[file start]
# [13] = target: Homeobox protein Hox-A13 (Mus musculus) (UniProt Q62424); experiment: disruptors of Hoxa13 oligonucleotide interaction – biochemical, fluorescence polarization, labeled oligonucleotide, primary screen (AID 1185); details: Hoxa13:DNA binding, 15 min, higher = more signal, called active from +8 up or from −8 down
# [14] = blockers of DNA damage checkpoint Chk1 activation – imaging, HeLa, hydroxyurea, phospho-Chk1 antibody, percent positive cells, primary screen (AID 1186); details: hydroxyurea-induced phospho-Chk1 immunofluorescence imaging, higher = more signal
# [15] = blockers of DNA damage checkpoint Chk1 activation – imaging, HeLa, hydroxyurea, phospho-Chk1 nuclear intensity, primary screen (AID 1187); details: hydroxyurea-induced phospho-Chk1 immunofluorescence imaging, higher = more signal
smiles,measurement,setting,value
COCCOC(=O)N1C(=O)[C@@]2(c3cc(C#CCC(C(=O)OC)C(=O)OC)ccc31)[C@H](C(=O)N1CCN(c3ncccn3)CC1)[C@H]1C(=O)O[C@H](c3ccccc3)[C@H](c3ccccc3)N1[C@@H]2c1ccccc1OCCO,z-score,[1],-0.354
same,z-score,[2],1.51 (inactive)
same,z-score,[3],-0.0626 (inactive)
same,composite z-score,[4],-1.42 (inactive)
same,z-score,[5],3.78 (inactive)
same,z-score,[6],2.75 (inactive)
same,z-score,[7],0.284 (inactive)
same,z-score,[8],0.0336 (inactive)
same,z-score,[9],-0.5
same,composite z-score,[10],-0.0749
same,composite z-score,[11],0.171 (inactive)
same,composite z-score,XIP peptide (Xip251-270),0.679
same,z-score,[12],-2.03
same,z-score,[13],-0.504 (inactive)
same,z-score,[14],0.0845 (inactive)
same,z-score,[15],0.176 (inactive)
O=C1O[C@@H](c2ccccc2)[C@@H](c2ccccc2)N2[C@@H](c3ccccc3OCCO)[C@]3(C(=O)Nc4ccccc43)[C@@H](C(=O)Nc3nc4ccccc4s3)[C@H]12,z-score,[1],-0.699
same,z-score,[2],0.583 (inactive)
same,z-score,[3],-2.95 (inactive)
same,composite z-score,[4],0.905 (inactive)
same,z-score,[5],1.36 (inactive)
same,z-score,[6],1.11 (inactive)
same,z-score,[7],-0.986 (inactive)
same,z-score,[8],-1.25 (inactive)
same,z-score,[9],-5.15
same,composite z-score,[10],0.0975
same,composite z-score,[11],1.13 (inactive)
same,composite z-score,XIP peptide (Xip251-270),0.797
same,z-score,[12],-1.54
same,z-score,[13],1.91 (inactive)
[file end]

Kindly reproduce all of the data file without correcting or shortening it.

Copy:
# [13] = target: Homeobox protein Hox-A13 (Mus musculus) (UniProt Q62424); experiment: disruptors of Hoxa13 oligonucleotide interaction – biochemical, fluorescence polarization, labeled oligonucleotide, primary screen (AID 1185); details: Hoxa13:DNA binding, 15 min, higher = more signal, called active from +8 up or from −8 down
# [14] = blockers of DNA damage checkpoint Chk1 activation – imaging, HeLa, hydroxyurea, phospho-Chk1 antibody, percent positive cells, primary screen (AID 1186); details: hydroxyurea-induced phospho-Chk1 immunofluorescence imaging, higher = more signal
# [15] = blockers of DNA damage checkpoint Chk1 activation – imaging, HeLa, hydroxyurea, phospho-Chk1 nuclear intensity, primary screen (AID 1187); details: hydroxyurea-induced phospho-Chk1 immunofluorescence imaging, higher = more signal
smiles,measurement,setting,value
COCCOC(=O)N1C(=O)[C@@]2(c3cc(C#CCC(C(=O)OC)C(=O)OC)ccc31)[C@H](C(=O)N1CCN(c3ncccn3)CC1)[C@H]1C(=O)O[C@H](c3ccccc3)[C@H](c3ccccc3)N1[C@@H]2c1ccccc1OCCO,z-score,[1],-0.354
same,z-score,[2],1.51 (inactive)
same,z-score,[3],-0.0626 (inactive)
same,composite z-score,[4],-1.42 (inactive)
same,z-score,[5],3.78 (inactive)
same,z-score,[6],2.75 (inactive)
same,z-score,[7],0.284 (inactive)
same,z-score,[8],0.0336 (inactive)
same,z-score,[9],-0.5
same,composite z-score,[10],-0.0749
same,composite z-score,[11],0.171 (inactive)
same,composite z-score,XIP peptide (Xip251-270),0.679
same,z-score,[12],-2.03
same,z-score,[13],-0.504 (inactive)
same,z-score,[14],0.0845 (inactive)
same,z-score,[15],0.176 (inactive)
O=C1O[C@@H](c2ccccc2)[C@@H](c2ccccc2)N2[C@@H](c3ccccc3OCCO)[C@]3(C(=O)Nc4ccccc43)[C@@H](C(=O)Nc3nc4ccccc4s3)[C@H]12,z-score,[1],-0.699
same,z-score,[2],0.583 (inactive)
same,z-score,[3],-2.95 (inactive)
same,composite z-score,[4],0.905 (inactive)
same,z-score,[5],1.36 (inactive)
same,z-score,[6],1.11 (inactive)
same,z-score,[7],-0.986 (inactive)
same,z-score,[8],-1.25 (inactive)
same,z-score,[9],-5.15
same,composite z-score,[10],0.0975
same,composite z-score,[11],1.13 (inactive)
same,composite z-score,XIP peptide (Xip251-270),0.797
same,z-score,[12],-1.54
same,z-score,[13],1.91 (inactive)